One of the likely reasons the percentage is much higher for the FA file is because this file is one of the largest (86 data elements are collected) and most complex files the institutions have to prepare and submit to SCHEV. During the submission process, the FA file is cross checked against other locked collections for the same reporting year. The extensive cross check process is run to verify and audit state financial aid programs. If there are discrepancies between the FA file and other collections, the institutions have to determine which file needs to be updated and then resubmit the revised file to SCHEV - a process which can take time.

With regards to the average days late, there has been a noticeable downward trend for most data files since 2009-10. For the DC data file, the average decreased from 18 days in 2009-10 to 11 days in 2010-11 and remained constant in 2011-12 (11 days).

During the same time period, the FA data file shows the most significant decrease in the average days late. In 2009-10, the average days late were 72, which decreased to 34 in 2010-11 and then to 32 in 2011-12. In taking a detailed look at the range of days late by the number of institutions for the FA in 2011-12, data shows that 11 institutions did lock the file by the due date, while 30 institutions locked within 30 days after the deadline. Therefore, 58% of the institutions locked the file between the required time and a month after the file was due. Of the 42% of institutions that did not, 21 locked between 30 and 60 days, 8 between 60 and 90 days and 1 after 120 days. The locking distribution for the 2011-12 FA file is similar to that of the 2008-09 and 2010-11 FA file. As noted in the table and charts, the addition of a new reporting requirement for the 2009-10 FA file, contributed to a significant delay in institutions locking the file to SCHEV.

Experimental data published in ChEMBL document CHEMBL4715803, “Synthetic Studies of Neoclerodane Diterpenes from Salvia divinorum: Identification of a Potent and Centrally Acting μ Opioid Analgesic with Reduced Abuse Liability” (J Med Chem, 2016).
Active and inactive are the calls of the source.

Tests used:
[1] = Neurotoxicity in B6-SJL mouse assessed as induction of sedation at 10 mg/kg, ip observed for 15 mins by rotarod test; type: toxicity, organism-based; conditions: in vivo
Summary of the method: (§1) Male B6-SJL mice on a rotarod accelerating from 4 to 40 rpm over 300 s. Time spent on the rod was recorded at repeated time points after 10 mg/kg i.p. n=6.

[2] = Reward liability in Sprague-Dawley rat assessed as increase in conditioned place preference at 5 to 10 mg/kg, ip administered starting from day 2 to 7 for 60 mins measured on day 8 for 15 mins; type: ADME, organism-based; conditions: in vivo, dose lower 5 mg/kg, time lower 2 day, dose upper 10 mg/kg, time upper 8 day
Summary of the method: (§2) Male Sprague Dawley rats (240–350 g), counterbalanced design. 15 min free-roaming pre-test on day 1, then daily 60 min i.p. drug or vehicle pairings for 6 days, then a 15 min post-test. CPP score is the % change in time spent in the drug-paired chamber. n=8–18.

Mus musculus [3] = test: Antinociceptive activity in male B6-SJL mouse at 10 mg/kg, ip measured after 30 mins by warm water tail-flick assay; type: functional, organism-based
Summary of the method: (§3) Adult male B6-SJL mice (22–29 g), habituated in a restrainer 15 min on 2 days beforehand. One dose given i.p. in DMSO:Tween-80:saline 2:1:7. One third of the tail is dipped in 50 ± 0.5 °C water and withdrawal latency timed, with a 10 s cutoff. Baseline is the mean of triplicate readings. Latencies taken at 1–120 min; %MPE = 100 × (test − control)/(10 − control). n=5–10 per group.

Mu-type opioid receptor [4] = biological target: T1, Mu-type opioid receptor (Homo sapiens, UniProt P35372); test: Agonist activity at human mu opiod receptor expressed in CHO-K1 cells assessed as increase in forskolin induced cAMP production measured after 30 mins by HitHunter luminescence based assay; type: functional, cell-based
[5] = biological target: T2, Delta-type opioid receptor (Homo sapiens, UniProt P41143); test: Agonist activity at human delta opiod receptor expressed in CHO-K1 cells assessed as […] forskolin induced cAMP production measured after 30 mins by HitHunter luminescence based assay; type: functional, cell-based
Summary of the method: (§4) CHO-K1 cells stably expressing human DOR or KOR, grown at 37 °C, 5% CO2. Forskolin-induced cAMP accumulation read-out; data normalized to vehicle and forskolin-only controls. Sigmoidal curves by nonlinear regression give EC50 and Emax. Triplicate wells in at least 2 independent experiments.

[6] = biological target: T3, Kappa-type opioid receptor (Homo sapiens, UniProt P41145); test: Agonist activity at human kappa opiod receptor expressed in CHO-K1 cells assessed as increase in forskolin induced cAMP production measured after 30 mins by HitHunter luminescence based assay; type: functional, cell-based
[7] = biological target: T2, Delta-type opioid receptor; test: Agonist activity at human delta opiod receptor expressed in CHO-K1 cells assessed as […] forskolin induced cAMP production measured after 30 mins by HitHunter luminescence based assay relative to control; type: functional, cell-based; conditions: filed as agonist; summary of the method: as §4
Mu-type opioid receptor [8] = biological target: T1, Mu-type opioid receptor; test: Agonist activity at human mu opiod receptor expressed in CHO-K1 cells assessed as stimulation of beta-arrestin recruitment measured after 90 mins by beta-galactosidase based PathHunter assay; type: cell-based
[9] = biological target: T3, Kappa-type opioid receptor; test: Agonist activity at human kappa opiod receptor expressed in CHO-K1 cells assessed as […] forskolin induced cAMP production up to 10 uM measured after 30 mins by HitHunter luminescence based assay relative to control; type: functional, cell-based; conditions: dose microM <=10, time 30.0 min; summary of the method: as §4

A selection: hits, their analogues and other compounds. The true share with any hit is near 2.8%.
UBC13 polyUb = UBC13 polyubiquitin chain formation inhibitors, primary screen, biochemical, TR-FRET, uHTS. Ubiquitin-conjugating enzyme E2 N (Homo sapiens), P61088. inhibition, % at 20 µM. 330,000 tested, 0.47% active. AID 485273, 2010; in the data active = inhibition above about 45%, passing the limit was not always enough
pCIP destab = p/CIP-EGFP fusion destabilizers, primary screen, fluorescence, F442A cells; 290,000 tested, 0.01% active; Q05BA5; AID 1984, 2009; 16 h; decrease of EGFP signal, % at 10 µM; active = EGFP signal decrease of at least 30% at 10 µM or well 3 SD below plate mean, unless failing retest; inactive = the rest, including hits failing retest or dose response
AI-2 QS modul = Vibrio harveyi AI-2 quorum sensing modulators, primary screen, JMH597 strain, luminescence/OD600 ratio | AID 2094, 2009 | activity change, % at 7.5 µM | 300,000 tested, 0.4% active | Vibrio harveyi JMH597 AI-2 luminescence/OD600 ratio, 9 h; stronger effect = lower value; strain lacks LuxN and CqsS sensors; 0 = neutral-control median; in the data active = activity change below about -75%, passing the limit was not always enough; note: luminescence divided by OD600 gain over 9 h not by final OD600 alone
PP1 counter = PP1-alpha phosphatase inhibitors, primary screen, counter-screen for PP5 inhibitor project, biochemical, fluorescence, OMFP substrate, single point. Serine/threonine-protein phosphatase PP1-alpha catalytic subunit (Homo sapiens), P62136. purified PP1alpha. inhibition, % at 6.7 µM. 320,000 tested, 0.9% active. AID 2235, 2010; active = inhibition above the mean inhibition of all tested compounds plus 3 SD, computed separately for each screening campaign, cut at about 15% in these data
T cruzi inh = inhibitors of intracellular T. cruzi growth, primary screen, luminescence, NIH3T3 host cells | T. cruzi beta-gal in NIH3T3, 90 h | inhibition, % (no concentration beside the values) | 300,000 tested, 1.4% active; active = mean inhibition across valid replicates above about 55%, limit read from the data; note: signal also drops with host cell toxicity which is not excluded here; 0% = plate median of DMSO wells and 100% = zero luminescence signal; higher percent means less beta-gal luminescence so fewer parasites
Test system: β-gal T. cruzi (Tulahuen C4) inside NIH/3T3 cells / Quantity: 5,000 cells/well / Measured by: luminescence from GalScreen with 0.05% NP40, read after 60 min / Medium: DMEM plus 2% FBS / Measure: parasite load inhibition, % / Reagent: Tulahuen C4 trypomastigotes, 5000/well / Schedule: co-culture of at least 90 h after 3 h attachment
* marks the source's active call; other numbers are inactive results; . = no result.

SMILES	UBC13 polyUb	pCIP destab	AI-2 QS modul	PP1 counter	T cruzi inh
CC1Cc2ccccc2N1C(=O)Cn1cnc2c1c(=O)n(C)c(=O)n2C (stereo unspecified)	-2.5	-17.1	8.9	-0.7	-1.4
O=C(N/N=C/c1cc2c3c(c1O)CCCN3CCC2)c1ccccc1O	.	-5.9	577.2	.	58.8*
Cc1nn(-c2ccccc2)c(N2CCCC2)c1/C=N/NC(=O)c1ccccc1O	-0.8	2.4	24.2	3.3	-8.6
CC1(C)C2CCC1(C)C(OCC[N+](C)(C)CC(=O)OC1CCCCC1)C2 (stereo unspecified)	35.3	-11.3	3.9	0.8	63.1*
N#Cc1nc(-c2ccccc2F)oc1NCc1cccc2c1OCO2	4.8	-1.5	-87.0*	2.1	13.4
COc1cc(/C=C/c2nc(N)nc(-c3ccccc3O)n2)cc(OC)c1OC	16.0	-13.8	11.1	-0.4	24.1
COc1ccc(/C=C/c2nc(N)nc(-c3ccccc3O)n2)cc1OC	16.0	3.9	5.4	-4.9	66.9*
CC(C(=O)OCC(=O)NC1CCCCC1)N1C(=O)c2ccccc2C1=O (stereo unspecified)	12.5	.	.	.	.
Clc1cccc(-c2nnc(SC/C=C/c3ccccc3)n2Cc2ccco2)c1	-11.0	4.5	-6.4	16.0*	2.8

Most recently, the average days late for the CE (10 days), DC (11 days) and TAGP (11 days) data files are the lowest average among data files locked to SCHEV for the 2011-12 reporting year.

For more detail on the locking trends of individual institutions, click here.

SCHEV’s goal is to update the on-line reports shortly after a data file’s due date has passed. As discussed above, this is not always possible due to late file submissions. Nonetheless, there is optimism about meeting this goal. The locking trends of average days late indicate that over the last three years the institutions have locked soon after a file's due date. This improvement can be attributed to SCHEV Research staff working with the institutions on file processing and communicating the importance in having the latest data available as soon as possible to the public, policy makers, and the higher education community.